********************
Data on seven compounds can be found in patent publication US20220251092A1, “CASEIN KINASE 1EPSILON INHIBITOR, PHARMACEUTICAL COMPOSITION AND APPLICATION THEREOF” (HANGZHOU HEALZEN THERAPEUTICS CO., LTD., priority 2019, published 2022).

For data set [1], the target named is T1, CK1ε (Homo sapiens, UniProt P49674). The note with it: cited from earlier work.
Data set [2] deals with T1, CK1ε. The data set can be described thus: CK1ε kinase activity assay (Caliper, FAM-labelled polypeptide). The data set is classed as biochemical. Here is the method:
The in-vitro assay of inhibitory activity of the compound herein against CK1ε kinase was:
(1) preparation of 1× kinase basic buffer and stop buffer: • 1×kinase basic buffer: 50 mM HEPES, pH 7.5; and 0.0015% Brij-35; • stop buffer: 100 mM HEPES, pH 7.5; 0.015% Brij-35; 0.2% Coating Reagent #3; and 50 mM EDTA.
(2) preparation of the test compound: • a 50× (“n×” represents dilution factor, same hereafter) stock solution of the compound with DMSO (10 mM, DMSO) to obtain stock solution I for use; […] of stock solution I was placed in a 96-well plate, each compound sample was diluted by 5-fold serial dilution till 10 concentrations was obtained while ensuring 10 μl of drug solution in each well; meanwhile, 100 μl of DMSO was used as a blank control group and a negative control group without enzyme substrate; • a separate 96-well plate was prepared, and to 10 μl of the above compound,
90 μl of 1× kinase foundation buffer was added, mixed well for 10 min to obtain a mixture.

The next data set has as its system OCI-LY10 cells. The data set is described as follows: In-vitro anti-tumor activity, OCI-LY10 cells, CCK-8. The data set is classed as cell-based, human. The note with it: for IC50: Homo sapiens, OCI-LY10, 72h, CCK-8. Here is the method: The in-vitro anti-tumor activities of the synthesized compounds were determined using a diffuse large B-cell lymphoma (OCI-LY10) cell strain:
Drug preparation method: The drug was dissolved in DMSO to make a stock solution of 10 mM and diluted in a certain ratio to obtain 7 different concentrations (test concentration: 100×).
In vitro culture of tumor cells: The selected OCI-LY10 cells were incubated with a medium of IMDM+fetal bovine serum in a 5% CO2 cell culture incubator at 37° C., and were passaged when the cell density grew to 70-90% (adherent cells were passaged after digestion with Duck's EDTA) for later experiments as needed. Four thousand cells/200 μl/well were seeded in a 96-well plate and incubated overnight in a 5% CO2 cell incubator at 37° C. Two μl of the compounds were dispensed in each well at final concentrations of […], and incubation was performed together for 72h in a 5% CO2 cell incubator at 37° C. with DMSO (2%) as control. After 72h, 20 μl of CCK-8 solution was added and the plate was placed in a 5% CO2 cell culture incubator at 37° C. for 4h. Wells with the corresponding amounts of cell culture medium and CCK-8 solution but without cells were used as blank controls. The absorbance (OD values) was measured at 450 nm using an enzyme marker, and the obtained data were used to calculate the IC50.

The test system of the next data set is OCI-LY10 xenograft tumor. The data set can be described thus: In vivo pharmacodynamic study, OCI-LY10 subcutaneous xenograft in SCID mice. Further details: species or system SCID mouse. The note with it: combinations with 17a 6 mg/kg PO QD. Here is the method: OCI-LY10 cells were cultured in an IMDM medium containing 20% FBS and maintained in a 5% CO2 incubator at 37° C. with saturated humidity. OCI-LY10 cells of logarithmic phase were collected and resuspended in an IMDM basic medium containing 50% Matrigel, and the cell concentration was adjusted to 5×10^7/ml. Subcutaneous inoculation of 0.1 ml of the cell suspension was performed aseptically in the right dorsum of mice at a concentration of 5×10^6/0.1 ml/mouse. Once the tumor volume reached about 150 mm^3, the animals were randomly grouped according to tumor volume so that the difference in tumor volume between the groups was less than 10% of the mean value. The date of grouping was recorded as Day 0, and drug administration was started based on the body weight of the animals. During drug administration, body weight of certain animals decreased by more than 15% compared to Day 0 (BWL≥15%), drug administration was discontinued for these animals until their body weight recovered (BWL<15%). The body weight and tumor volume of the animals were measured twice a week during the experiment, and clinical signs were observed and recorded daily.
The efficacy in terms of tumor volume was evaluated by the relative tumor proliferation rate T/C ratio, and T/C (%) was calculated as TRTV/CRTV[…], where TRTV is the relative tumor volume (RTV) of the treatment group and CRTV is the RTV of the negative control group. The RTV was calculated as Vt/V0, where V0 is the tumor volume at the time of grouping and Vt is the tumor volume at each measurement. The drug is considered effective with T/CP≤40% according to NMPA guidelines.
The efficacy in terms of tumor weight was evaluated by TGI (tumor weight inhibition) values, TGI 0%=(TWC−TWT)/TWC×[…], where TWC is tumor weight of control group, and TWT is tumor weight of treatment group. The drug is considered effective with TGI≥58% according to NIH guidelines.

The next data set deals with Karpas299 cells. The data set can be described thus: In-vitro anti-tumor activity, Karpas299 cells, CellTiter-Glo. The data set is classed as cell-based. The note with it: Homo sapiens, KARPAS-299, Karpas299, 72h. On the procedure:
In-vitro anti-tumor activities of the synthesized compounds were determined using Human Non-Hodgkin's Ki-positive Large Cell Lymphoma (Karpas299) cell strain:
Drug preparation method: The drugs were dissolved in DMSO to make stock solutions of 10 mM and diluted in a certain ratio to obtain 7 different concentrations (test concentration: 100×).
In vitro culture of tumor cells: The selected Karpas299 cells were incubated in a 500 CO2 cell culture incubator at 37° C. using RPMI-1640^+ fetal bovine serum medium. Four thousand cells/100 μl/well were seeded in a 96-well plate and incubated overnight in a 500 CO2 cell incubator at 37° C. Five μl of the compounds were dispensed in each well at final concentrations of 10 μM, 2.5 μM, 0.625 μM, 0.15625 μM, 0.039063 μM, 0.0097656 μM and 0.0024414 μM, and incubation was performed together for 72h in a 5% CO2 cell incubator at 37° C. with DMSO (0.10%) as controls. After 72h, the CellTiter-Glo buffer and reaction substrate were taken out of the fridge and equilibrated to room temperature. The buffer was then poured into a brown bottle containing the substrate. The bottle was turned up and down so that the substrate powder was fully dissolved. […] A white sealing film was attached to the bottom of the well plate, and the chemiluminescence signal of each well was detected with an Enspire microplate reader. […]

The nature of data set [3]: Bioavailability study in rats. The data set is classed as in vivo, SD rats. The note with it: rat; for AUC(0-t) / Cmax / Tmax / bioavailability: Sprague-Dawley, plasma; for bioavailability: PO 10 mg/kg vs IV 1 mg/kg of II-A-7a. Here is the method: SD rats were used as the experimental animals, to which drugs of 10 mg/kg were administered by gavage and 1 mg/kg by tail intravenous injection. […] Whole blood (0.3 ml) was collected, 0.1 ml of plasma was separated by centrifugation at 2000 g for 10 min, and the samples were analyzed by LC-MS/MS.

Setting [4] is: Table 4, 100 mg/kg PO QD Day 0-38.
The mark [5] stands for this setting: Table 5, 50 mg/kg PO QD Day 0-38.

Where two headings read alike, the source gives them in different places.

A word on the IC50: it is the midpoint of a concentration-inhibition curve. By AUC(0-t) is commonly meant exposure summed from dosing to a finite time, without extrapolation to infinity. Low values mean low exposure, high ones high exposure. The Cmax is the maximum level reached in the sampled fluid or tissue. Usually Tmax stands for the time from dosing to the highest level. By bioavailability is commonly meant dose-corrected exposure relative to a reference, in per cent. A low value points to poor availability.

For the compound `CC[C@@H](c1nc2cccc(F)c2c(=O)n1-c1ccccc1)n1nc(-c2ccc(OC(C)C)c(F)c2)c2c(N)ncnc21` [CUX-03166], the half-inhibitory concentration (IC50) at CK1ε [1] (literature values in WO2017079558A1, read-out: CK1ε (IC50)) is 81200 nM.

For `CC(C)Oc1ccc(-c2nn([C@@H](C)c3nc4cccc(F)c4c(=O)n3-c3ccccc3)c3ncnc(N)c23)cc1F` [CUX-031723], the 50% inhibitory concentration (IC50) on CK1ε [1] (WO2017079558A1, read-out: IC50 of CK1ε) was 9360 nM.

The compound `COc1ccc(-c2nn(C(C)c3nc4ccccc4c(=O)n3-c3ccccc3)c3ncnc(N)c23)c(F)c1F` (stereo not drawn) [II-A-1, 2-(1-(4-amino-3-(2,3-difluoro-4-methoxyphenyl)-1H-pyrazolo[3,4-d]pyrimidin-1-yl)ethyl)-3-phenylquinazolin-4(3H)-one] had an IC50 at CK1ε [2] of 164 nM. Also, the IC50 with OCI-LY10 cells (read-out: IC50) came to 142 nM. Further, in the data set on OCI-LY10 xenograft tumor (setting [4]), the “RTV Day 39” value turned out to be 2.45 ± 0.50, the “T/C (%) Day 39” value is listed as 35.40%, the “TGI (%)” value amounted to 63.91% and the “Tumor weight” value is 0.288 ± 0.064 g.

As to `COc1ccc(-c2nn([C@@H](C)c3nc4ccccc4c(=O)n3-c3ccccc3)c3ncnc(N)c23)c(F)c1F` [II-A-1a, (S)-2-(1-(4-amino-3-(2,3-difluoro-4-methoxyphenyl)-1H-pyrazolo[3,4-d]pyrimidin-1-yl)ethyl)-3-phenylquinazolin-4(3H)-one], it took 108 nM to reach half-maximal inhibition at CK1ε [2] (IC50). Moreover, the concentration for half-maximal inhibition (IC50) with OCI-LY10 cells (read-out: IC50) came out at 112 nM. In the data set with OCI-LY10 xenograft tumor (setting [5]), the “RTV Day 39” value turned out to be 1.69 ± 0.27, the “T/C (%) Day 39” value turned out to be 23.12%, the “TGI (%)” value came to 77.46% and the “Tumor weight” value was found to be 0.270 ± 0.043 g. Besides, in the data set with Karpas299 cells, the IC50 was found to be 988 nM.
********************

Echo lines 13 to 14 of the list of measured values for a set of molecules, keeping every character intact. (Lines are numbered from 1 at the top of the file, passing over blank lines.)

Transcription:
The efficacy in terms of tumor weight was evaluated by TGI (tumor weight inhibition) values, TGI 0%=(TWC−TWT)/TWC×[…], where TWC is tumor weight of control group, and TWT is tumor weight of treatment group. The drug is considered effective with TGI≥58% according to NIH guidelines.

The next data set deals with Karpas299 cells. The data set can be described thus: In-vitro anti-tumor activity, Karpas299 cells, CellTiter-Glo. The data set is classed as cell-based. The note with it: Homo sapiens, KARPAS-299, Karpas299, 72h. On the procedure: